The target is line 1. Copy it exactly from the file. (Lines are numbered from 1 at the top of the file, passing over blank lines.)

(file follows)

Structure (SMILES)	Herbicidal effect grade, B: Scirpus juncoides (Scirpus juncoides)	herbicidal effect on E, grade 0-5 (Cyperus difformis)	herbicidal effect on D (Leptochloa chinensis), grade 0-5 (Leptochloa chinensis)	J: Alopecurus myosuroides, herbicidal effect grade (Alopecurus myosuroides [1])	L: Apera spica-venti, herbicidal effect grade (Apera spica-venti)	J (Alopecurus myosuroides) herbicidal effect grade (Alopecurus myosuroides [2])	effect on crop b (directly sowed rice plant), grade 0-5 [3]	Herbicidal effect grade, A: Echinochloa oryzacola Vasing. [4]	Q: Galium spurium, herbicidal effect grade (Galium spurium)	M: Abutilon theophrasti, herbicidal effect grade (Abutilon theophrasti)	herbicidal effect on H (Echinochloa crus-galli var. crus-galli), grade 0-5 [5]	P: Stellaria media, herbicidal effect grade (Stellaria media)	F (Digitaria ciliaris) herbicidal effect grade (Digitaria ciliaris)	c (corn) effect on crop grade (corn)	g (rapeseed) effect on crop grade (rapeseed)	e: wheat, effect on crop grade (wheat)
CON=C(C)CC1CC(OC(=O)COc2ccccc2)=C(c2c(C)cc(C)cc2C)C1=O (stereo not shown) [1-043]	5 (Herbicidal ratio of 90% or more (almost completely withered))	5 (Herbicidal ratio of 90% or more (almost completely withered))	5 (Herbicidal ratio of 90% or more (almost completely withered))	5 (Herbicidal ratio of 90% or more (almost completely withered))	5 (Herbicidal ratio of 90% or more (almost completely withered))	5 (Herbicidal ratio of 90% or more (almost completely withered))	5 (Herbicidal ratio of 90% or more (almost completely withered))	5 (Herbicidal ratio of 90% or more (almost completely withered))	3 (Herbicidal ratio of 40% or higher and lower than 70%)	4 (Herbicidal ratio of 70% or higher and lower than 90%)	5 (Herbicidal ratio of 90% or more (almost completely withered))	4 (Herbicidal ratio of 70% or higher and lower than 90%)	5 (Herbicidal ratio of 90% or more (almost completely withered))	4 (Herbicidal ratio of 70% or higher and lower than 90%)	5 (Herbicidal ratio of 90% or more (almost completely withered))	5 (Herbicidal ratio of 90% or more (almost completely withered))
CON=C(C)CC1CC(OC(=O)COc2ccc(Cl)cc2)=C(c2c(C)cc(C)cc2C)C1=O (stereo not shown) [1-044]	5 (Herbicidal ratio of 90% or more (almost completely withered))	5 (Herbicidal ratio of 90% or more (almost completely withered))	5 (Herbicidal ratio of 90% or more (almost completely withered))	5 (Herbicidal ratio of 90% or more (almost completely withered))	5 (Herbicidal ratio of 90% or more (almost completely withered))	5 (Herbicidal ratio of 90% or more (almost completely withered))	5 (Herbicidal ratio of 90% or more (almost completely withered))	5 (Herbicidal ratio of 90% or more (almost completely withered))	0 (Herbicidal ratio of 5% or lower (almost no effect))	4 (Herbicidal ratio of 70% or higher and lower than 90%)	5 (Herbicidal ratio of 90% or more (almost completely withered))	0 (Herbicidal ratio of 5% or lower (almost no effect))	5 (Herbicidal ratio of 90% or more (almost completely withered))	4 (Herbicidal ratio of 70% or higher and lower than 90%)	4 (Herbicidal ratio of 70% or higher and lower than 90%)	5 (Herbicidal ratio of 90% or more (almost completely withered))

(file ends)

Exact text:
Structure (SMILES)	Herbicidal effect grade, B: Scirpus juncoides (Scirpus juncoides)	herbicidal effect on E, grade 0-5 (Cyperus difformis)	herbicidal effect on D (Leptochloa chinensis), grade 0-5 (Leptochloa chinensis)	J: Alopecurus myosuroides, herbicidal effect grade (Alopecurus myosuroides [1])	L: Apera spica-venti, herbicidal effect grade (Apera spica-venti)	J (Alopecurus myosuroides) herbicidal effect grade (Alopecurus myosuroides [2])	effect on crop b (directly sowed rice plant), grade 0-5 [3]	Herbicidal effect grade, A: Echinochloa oryzacola Vasing. [4]	Q: Galium spurium, herbicidal effect grade (Galium spurium)	M: Abutilon theophrasti, herbicidal effect grade (Abutilon theophrasti)	herbicidal effect on H (Echinochloa crus-galli var. crus-galli), grade 0-5 [5]	P: Stellaria media, herbicidal effect grade (Stellaria media)	F (Digitaria ciliaris) herbicidal effect grade (Digitaria ciliaris)	c (corn) effect on crop grade (corn)	g (rapeseed) effect on crop grade (rapeseed)	e: wheat, effect on crop grade (wheat)